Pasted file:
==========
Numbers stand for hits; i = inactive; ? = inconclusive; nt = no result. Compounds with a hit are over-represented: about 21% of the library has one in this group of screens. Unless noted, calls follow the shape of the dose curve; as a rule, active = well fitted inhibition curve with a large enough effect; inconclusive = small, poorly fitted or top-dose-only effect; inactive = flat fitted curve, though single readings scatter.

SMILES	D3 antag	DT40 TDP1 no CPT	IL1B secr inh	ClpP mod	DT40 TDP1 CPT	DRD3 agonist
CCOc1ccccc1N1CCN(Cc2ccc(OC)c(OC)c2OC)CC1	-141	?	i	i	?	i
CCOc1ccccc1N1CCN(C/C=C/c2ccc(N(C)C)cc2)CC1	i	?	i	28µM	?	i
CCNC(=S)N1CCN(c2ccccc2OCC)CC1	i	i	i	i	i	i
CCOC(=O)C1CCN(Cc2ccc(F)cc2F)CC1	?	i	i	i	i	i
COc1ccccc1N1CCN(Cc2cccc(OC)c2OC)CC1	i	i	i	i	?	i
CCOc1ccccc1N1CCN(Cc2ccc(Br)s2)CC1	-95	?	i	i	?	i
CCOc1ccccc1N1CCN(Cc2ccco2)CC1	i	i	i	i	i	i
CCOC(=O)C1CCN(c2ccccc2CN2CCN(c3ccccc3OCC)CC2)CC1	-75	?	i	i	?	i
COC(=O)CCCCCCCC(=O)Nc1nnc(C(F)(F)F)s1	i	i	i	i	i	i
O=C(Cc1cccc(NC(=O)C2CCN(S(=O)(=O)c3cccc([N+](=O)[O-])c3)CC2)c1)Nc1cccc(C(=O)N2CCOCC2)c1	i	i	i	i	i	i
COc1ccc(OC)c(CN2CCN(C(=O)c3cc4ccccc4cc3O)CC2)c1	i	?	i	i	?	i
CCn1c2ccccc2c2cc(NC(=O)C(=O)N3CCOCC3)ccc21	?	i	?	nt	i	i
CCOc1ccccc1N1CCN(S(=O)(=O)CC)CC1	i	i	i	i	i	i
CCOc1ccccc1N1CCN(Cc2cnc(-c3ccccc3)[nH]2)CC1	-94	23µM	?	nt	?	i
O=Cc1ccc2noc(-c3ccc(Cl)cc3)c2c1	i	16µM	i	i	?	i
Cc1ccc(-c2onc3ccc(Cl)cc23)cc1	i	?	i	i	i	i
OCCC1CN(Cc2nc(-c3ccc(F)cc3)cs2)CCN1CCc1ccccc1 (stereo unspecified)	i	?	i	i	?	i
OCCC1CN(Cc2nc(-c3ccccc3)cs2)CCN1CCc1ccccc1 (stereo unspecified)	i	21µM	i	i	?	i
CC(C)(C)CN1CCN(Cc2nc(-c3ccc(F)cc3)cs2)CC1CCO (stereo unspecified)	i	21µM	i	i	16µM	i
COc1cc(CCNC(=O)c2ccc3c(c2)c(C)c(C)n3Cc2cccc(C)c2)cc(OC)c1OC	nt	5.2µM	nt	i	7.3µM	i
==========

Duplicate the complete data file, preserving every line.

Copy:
Numbers stand for hits; i = inactive; ? = inconclusive; nt = no result. Compounds with a hit are over-represented: about 21% of the library has one in this group of screens. Unless noted, calls follow the shape of the dose curve; as a rule, active = well fitted inhibition curve with a large enough effect; inconclusive = small, poorly fitted or top-dose-only effect; inactive = flat fitted curve, though single readings scatter.

SMILES	D3 antag	DT40 TDP1 no CPT	IL1B secr inh	ClpP mod	DT40 TDP1 CPT	DRD3 agonist
CCOc1ccccc1N1CCN(Cc2ccc(OC)c(OC)c2OC)CC1	-141	?	i	i	?	i
CCOc1ccccc1N1CCN(C/C=C/c2ccc(N(C)C)cc2)CC1	i	?	i	28µM	?	i
CCNC(=S)N1CCN(c2ccccc2OCC)CC1	i	i	i	i	i	i
CCOC(=O)C1CCN(Cc2ccc(F)cc2F)CC1	?	i	i	i	i	i
COc1ccccc1N1CCN(Cc2cccc(OC)c2OC)CC1	i	i	i	i	?	i
CCOc1ccccc1N1CCN(Cc2ccc(Br)s2)CC1	-95	?	i	i	?	i
CCOc1ccccc1N1CCN(Cc2ccco2)CC1	i	i	i	i	i	i
CCOC(=O)C1CCN(c2ccccc2CN2CCN(c3ccccc3OCC)CC2)CC1	-75	?	i	i	?	i
COC(=O)CCCCCCCC(=O)Nc1nnc(C(F)(F)F)s1	i	i	i	i	i	i
O=C(Cc1cccc(NC(=O)C2CCN(S(=O)(=O)c3cccc([N+](=O)[O-])c3)CC2)c1)Nc1cccc(C(=O)N2CCOCC2)c1	i	i	i	i	i	i
COc1ccc(OC)c(CN2CCN(C(=O)c3cc4ccccc4cc3O)CC2)c1	i	?	i	i	?	i
CCn1c2ccccc2c2cc(NC(=O)C(=O)N3CCOCC3)ccc21	?	i	?	nt	i	i
CCOc1ccccc1N1CCN(S(=O)(=O)CC)CC1	i	i	i	i	i	i
CCOc1ccccc1N1CCN(Cc2cnc(-c3ccccc3)[nH]2)CC1	-94	23µM	?	nt	?	i
O=Cc1ccc2noc(-c3ccc(Cl)cc3)c2c1	i	16µM	i	i	?	i
Cc1ccc(-c2onc3ccc(Cl)cc23)cc1	i	?	i	i	i	i
OCCC1CN(Cc2nc(-c3ccc(F)cc3)cs2)CCN1CCc1ccccc1 (stereo unspecified)	i	?	i	i	?	i
OCCC1CN(Cc2nc(-c3ccccc3)cs2)CCN1CCc1ccccc1 (stereo unspecified)	i	21µM	i	i	?	i
CC(C)(C)CN1CCN(Cc2nc(-c3ccc(F)cc3)cs2)CC1CCO (stereo unspecified)	i	21µM	i	i	16µM	i
COc1cc(CCNC(=O)c2ccc3c(c2)c(C)c(C)n3Cc2cccc(C)c2)cc(OC)c1OC	nt	5.2µM	nt	i	7.3µM	i